Almost all Indian students aspiring to study abroad scour for affordable education loans as a means to fund their long-cherished dream of acquiring that coveted foreign degree.
That said, getting an education loan – which, by default, happens to be the first step in this long process, is not an easy task to accomplish. To begin with, banks and other lending institutions, as the first elimination criteria, always check the institution where you are securing admission. Second, they consider the amount of loan you are seeking.
Banks always look at the employability of the students after the course is completed and, therefore, the first criteria they seek is how well-known the institute is and how well-placed its alumni are.
But there could be other problems, too. Not every branch could be having the authority to extend an education loan for studying abroad.
Say, for instance, you have secured an admission for some course in France. First, that institution may not be in the list of approved educational institutes for which public banks would be willing to extend a loan. Let’s suppose you find some bank, which agrees to provide the loan, then the branch in your city or hometown may not have the authority to extend such kind of education loan. In that case, you might have to go to the nearest big city or metro, and do the entire paperwork for securing the loan.
Non-banking finance companies (NBFCs) might provide you the option of getting a loan without much paperwork, but there could arise chances of being refused a loan due to one or a combination of several factors – the country, the university, the course, and/or the loan amount. Unless you tick all the parameters, a loan could be off-limits.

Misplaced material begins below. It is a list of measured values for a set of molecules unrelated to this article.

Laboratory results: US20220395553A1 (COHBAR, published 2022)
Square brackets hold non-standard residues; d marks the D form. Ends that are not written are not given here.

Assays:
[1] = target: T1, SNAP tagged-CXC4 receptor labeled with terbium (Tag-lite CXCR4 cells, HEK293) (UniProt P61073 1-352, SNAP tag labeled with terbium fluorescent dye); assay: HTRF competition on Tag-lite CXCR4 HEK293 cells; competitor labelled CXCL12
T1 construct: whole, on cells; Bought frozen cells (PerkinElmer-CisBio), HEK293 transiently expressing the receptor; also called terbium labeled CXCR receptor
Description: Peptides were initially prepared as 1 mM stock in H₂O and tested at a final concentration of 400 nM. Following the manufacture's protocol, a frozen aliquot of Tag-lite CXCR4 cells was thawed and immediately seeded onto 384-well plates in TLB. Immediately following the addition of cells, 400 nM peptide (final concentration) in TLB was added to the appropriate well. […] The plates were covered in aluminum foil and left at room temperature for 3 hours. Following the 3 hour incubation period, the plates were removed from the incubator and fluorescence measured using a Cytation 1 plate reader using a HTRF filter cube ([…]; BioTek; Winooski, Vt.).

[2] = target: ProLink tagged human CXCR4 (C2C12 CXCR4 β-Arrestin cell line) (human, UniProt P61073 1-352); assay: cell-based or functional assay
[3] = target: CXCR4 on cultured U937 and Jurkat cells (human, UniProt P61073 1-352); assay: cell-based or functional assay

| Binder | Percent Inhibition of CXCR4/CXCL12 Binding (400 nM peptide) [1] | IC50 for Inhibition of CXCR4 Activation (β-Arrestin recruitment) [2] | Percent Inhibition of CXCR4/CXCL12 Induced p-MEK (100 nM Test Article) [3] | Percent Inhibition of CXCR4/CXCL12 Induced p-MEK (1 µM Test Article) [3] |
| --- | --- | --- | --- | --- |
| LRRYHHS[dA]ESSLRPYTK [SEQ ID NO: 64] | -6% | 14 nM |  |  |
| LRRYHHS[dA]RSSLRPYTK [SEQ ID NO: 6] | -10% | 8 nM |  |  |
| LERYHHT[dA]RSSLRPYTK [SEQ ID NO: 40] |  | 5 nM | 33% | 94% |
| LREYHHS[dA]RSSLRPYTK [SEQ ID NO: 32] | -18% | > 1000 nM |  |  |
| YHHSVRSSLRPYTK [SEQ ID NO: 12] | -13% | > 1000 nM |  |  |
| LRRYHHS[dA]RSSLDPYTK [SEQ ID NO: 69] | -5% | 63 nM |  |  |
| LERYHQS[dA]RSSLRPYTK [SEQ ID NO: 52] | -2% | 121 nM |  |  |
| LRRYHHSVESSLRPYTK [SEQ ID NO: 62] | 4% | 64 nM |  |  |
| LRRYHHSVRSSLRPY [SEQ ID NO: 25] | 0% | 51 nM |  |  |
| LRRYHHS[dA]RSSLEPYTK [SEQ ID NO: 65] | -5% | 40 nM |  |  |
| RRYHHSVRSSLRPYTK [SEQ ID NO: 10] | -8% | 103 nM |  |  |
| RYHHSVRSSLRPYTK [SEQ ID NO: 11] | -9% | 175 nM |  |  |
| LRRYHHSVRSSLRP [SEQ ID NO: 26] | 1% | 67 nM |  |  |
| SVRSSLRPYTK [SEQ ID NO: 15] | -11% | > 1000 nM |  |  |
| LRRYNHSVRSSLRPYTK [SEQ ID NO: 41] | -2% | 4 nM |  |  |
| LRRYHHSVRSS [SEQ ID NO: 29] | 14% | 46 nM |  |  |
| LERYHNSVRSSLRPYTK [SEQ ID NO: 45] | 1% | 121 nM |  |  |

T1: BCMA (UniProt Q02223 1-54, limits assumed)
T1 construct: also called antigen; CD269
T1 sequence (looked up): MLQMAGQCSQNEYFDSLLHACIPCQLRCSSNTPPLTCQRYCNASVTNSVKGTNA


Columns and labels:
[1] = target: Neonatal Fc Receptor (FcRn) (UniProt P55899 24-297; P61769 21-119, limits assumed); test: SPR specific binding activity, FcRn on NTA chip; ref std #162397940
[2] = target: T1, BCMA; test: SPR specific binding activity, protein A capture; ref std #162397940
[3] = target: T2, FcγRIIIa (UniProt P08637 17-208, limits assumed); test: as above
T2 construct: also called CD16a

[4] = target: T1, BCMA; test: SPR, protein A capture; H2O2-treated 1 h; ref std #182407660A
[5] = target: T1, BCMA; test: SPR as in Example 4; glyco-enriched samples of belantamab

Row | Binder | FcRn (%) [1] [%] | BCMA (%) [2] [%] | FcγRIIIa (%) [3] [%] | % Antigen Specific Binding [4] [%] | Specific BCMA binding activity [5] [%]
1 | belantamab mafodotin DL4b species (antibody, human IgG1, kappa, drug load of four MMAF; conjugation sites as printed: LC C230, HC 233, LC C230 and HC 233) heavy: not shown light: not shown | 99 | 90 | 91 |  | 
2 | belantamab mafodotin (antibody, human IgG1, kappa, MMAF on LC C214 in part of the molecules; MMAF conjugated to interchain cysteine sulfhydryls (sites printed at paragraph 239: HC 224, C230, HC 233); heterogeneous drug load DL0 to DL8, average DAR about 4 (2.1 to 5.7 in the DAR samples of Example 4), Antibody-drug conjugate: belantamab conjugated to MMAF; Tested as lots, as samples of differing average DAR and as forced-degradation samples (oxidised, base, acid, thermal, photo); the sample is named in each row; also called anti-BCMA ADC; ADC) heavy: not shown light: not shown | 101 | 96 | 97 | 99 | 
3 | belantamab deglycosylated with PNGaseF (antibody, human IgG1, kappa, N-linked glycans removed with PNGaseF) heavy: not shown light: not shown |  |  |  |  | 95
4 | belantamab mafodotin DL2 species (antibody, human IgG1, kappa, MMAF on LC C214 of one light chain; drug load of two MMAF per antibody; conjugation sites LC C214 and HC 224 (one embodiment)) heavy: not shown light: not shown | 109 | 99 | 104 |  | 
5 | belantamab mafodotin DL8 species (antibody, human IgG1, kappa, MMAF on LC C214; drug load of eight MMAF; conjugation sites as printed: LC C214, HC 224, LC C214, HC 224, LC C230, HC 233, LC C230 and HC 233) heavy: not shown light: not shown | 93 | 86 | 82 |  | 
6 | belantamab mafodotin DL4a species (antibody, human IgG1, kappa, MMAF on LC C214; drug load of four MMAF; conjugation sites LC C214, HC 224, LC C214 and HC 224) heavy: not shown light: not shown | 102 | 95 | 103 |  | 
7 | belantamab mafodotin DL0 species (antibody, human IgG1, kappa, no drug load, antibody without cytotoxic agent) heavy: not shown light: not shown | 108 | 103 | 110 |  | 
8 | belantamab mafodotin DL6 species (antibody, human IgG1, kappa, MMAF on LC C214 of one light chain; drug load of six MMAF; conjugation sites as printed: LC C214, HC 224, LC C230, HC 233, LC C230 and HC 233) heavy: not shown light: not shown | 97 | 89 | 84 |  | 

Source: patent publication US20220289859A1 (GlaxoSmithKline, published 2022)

Let’s suppose you finally manage to secure a loan for studying abroad. Then the next problem that most students face is that the loan could possibly cover only the tuition expenses, and in some cases, the boarding or living expenses. Beyond that, you will have to arrange your own finances for everything else.
Sometimes, banks or other lending institutions could demand additional documents, including those from the university where you are seeking admission, with details of cost and other expenses before granting you a loan.
Most often, public banks will seek a collateral security before extending an education loan for studying abroad. This could be either in the form of an immovable property, provident fund or security deposit.
Lastly, the rate of interest could be as high as 12.5 per cent for public banks and 13 per cent for private banks.
But don’t despair, you can always secure an education loan to study abroad and fulfil your long-cherished desire of acquiring a foreign degree.